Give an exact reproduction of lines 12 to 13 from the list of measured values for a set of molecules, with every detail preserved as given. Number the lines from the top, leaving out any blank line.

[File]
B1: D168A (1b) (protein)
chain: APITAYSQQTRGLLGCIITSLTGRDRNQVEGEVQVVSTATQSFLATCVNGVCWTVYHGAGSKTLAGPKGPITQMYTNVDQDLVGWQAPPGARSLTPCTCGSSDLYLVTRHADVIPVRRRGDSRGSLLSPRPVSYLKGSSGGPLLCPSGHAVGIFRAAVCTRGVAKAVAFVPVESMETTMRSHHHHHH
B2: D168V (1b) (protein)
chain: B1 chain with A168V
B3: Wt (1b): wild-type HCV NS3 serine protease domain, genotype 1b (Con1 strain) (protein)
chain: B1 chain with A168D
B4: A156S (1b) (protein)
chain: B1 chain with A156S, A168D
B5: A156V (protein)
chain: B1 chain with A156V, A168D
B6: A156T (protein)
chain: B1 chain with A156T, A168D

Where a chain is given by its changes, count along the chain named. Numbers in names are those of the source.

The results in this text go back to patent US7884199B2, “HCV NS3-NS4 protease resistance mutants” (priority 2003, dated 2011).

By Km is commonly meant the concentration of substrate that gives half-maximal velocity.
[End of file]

chain: B1 chain with A156T, A168D

Where a chain is given by its changes, count along the chain named. Numbers in names are those of the source.